Office Space: Hinojosa’s Happy Family
Texas Member Puts Latino Values at Top
Visitors don’t have to spend more than a few minutes in Rep. Rubén Hinojosa’s (D-Texas) office before it becomes abundantly clear that family is the most important thing in his life. The seven-term Congressman — one of 11 children — has five children and six grandchildren.
[IMGCAP(1)]“I want to tell you of what we call the core values of the Latino community, and that’s family and community,— Hinojosa said on a recent tour of his space in the Rayburn House Office Building.
While many Members opt to hang nothing but animal heads or oil paintings on their office walls, Hinojosa has chosen to hang photos from his life. His fourth-floor office is decorated with pictures of his family members, who often share a frame with political titans like former President Bill Clinton and Speaker Nancy Pelosi (D-Calif.). In one photo, the Hinojosa family is mugging for the camera with Clinton at a birthday party in 2000 for Hinojosa’s daughter Karén.
“My youngest of five children — Karén — was going to celebrate her fourth birthday, and Bill Clinton was coming into town,— Hinojosa said. “My wife said, Why don’t you come and celebrate Karén’s birthday?’ and sure enough he did!—
Clinton had been making a campaign stop in McAllen, Texas, in support of Hinojosa, who was running for his third term. The former president took part in the celebration, even going so far as to sing happy birthday to the young girl. At the party, Hinojosa’s other children presented Clinton with a letter from some of their classmates.
Clinton “responded with an acknowledgment of their nice letter and telling them to work hard because they were the future leaders of our country,— Hinojosa said with a grin. “My little girl is just as proud as she can be of having the president do that.—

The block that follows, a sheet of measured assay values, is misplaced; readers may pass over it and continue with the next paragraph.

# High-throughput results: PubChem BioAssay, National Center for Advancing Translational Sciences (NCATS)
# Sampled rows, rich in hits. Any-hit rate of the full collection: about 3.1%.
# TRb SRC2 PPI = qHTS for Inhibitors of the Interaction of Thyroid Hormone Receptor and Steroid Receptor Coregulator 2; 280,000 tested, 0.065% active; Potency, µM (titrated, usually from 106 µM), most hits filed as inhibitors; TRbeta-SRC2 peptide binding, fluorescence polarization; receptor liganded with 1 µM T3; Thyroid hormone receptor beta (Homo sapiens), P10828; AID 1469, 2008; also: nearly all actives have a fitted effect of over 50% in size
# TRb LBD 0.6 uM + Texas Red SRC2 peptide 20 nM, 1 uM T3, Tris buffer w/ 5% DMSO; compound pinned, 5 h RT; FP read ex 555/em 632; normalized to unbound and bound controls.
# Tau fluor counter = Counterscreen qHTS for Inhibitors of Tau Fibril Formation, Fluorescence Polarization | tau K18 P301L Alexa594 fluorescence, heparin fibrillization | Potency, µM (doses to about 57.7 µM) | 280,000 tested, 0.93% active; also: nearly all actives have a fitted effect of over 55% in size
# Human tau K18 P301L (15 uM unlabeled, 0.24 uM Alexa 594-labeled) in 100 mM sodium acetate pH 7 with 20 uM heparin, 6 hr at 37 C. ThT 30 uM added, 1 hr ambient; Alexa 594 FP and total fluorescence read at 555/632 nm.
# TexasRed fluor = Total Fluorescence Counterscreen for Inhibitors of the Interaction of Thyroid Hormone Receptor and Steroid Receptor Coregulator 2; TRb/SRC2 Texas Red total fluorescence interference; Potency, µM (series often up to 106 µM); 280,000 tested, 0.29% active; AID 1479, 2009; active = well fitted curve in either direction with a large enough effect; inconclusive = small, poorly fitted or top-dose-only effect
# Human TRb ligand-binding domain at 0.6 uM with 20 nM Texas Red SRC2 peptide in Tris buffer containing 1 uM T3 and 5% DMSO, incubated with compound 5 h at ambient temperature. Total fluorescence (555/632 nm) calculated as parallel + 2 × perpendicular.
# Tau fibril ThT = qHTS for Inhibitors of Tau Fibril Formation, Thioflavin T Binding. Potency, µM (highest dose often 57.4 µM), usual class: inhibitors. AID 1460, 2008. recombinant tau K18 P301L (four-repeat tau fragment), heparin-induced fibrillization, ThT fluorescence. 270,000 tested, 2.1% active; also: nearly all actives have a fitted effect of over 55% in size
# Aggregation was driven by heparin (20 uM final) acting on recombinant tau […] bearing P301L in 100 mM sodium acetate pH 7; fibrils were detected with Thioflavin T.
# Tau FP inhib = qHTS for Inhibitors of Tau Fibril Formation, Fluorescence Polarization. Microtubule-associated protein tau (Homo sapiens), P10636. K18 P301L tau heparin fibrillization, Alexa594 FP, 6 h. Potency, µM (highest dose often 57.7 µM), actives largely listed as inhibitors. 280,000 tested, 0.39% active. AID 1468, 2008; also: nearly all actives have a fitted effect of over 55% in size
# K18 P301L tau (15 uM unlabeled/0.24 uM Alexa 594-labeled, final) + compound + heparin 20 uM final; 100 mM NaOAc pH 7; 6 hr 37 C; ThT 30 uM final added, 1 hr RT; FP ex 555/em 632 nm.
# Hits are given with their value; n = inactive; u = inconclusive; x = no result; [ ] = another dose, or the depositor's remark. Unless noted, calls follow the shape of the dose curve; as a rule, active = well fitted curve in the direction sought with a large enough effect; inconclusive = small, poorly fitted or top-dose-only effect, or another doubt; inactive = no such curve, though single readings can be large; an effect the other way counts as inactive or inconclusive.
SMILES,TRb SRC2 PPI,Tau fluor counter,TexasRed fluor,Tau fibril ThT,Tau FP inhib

[IMGCAP(2)]Another large photo mounted on the wall shows the familiar scene of Pelosi handing the gavel over to a group of children in the House of Representatives when she was sworn in as Speaker in January 2007. To Pelosi’s right there is a young girl with her arm outstretched, eagerly grabbing the gavel. This girl is once again Hinojosa’s daughter Karén.
“My daughter was the first one to take the gavel,— the Congressman said with a laugh. “She appeared in newspapers like the Washington Post, the New York Times, all the way to California. Her friends said she had become a rock star being with Nancy Pelosi, the first female Speaker of the House.—
In addition to family, education is also extremely important to Hinojosa. He proudly holds up a photo of his oldest grandson, Ben, who is 17 years old. Not only is he a star baseball pitcher, but he is also a star in the classroom, Hinojosa said.
“I’m very proud of how this young man has developed academically with a 3.9 [grade point average] and is still able to be one of the athletic stars,— he said.
This pride in education extends beyond his family and ranks as one of Hinojosa’s top legislative priorities. The Congressman sits on the Education and Labor Committee and leads the Subcommittee on Higher Education, Lifelong Learning and Competitiveness. In honor of this, Hinojosa displays a framed copy of a bill reauthorizing the Higher Education Act that is signed by former President George W. Bush. A handwritten note at the bottom of the bill reads: “Thank you for all your efforts and assistance. George.— There is also a photo of Hinojosa posing with Sen. Edward Kennedy (D-Mass.) and Rep. George Miller (D-Calif.) at the bill signing.
In the end, as he toils away over legislation, Hinojosa said he wants to make his family proud.
There’s “no question that when my kids see legends like Sen. Kennedy and then two Members of Congress like George Miller and myself, that makes them pretty proud,— he said. “The story just goes on and on about family and community.—
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Correction: June 8, 2009
The article misstated the size of Rep. Rubén Hinojosa’s family. He is one of 11 children.